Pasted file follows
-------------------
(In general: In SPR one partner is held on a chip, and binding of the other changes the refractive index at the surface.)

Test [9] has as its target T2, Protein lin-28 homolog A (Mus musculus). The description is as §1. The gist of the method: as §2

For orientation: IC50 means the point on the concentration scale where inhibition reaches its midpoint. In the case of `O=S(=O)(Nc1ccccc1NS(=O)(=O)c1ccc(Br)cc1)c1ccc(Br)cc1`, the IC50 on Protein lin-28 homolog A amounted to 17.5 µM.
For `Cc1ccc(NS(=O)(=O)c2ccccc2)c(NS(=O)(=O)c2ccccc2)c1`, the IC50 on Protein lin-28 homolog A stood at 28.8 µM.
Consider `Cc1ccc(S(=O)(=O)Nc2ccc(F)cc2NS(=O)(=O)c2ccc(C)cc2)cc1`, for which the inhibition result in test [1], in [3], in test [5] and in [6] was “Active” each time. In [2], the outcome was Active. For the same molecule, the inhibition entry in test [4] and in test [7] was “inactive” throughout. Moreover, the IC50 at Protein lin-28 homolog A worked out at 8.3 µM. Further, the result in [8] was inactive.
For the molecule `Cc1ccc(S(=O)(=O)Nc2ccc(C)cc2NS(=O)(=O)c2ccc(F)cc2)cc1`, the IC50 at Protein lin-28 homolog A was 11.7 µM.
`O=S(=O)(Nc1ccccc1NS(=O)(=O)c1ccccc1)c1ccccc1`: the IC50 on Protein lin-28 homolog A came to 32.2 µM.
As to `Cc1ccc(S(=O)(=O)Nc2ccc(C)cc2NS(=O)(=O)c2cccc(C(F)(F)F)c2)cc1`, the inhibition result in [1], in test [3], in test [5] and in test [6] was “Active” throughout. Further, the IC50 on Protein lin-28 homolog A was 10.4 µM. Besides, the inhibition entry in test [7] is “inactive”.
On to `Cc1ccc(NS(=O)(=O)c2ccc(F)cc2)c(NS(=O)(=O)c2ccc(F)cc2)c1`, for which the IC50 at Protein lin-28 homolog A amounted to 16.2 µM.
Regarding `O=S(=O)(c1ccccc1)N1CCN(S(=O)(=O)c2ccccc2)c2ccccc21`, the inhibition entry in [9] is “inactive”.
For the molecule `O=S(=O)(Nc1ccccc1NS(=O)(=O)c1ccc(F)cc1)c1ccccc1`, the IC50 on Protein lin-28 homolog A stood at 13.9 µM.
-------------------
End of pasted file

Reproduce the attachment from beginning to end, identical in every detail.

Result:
(In general: In SPR one partner is held on a chip, and binding of the other changes the refractive index at the surface.)

Test [9] has as its target T2, Protein lin-28 homolog A (Mus musculus). The description is as §1. The gist of the method: as §2

For orientation: IC50 means the point on the concentration scale where inhibition reaches its midpoint. In the case of `O=S(=O)(Nc1ccccc1NS(=O)(=O)c1ccc(Br)cc1)c1ccc(Br)cc1`, the IC50 on Protein lin-28 homolog A amounted to 17.5 µM.
For `Cc1ccc(NS(=O)(=O)c2ccccc2)c(NS(=O)(=O)c2ccccc2)c1`, the IC50 on Protein lin-28 homolog A stood at 28.8 µM.
Consider `Cc1ccc(S(=O)(=O)Nc2ccc(F)cc2NS(=O)(=O)c2ccc(C)cc2)cc1`, for which the inhibition result in test [1], in [3], in test [5] and in [6] was “Active” each time. In [2], the outcome was Active. For the same molecule, the inhibition entry in test [4] and in test [7] was “inactive” throughout. Moreover, the IC50 at Protein lin-28 homolog A worked out at 8.3 µM. Further, the result in [8] was inactive.
For the molecule `Cc1ccc(S(=O)(=O)Nc2ccc(C)cc2NS(=O)(=O)c2ccc(F)cc2)cc1`, the IC50 at Protein lin-28 homolog A was 11.7 µM.
`O=S(=O)(Nc1ccccc1NS(=O)(=O)c1ccccc1)c1ccccc1`: the IC50 on Protein lin-28 homolog A came to 32.2 µM.
As to `Cc1ccc(S(=O)(=O)Nc2ccc(C)cc2NS(=O)(=O)c2cccc(C(F)(F)F)c2)cc1`, the inhibition result in [1], in test [3], in test [5] and in test [6] was “Active” throughout. Further, the IC50 on Protein lin-28 homolog A was 10.4 µM. Besides, the inhibition entry in test [7] is “inactive”.
On to `Cc1ccc(NS(=O)(=O)c2ccc(F)cc2)c(NS(=O)(=O)c2ccc(F)cc2)c1`, for which the IC50 at Protein lin-28 homolog A amounted to 16.2 µM.
Regarding `O=S(=O)(c1ccccc1)N1CCN(S(=O)(=O)c2ccccc2)c2ccccc21`, the inhibition entry in [9] is “inactive”.
For the molecule `O=S(=O)(Nc1ccccc1NS(=O)(=O)c1ccc(F)cc1)c1ccccc1`, the IC50 on Protein lin-28 homolog A stood at 13.9 µM.